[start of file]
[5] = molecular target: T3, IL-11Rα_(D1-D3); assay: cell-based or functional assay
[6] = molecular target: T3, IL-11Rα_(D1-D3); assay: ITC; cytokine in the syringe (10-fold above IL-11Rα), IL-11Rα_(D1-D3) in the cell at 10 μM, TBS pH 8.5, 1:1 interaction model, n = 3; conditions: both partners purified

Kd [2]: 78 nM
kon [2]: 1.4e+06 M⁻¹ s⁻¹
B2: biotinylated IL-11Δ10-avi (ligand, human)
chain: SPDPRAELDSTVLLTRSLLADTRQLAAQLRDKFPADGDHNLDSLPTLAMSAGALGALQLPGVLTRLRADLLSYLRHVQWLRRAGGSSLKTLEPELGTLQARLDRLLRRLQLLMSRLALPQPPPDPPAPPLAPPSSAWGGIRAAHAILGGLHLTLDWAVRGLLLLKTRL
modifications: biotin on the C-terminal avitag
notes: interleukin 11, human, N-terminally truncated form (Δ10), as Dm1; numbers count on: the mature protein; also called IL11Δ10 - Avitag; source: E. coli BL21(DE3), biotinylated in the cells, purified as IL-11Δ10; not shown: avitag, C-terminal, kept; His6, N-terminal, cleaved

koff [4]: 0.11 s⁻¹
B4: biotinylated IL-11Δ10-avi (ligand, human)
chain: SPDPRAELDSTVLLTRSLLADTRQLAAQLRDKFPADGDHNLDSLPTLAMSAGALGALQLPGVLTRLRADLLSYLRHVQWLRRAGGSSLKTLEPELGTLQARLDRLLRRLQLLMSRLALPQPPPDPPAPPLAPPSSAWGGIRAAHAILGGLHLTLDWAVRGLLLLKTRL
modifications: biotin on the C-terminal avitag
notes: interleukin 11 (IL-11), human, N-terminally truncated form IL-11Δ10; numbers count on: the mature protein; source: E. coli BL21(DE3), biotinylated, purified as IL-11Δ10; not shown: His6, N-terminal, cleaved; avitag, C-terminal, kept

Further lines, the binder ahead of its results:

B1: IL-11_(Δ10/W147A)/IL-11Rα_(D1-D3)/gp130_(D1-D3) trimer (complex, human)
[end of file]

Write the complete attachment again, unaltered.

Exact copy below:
[5] = molecular target: T3, IL-11Rα_(D1-D3); assay: cell-based or functional assay
[6] = molecular target: T3, IL-11Rα_(D1-D3); assay: ITC; cytokine in the syringe (10-fold above IL-11Rα), IL-11Rα_(D1-D3) in the cell at 10 μM, TBS pH 8.5, 1:1 interaction model, n = 3; conditions: both partners purified

Kd [2]: 78 nM
kon [2]: 1.4e+06 M⁻¹ s⁻¹
B2: biotinylated IL-11Δ10-avi (ligand, human)
chain: SPDPRAELDSTVLLTRSLLADTRQLAAQLRDKFPADGDHNLDSLPTLAMSAGALGALQLPGVLTRLRADLLSYLRHVQWLRRAGGSSLKTLEPELGTLQARLDRLLRRLQLLMSRLALPQPPPDPPAPPLAPPSSAWGGIRAAHAILGGLHLTLDWAVRGLLLLKTRL
modifications: biotin on the C-terminal avitag
notes: interleukin 11, human, N-terminally truncated form (Δ10), as Dm1; numbers count on: the mature protein; also called IL11Δ10 - Avitag; source: E. coli BL21(DE3), biotinylated in the cells, purified as IL-11Δ10; not shown: avitag, C-terminal, kept; His6, N-terminal, cleaved

koff [4]: 0.11 s⁻¹
B4: biotinylated IL-11Δ10-avi (ligand, human)
chain: SPDPRAELDSTVLLTRSLLADTRQLAAQLRDKFPADGDHNLDSLPTLAMSAGALGALQLPGVLTRLRADLLSYLRHVQWLRRAGGSSLKTLEPELGTLQARLDRLLRRLQLLMSRLALPQPPPDPPAPPLAPPSSAWGGIRAAHAILGGLHLTLDWAVRGLLLLKTRL
modifications: biotin on the C-terminal avitag
notes: interleukin 11 (IL-11), human, N-terminally truncated form IL-11Δ10; numbers count on: the mature protein; source: E. coli BL21(DE3), biotinylated, purified as IL-11Δ10; not shown: His6, N-terminal, cleaved; avitag, C-terminal, kept

Further lines, the binder ahead of its results:

B1: IL-11_(Δ10/W147A)/IL-11Rα_(D1-D3)/gp130_(D1-D3) trimer (complex, human)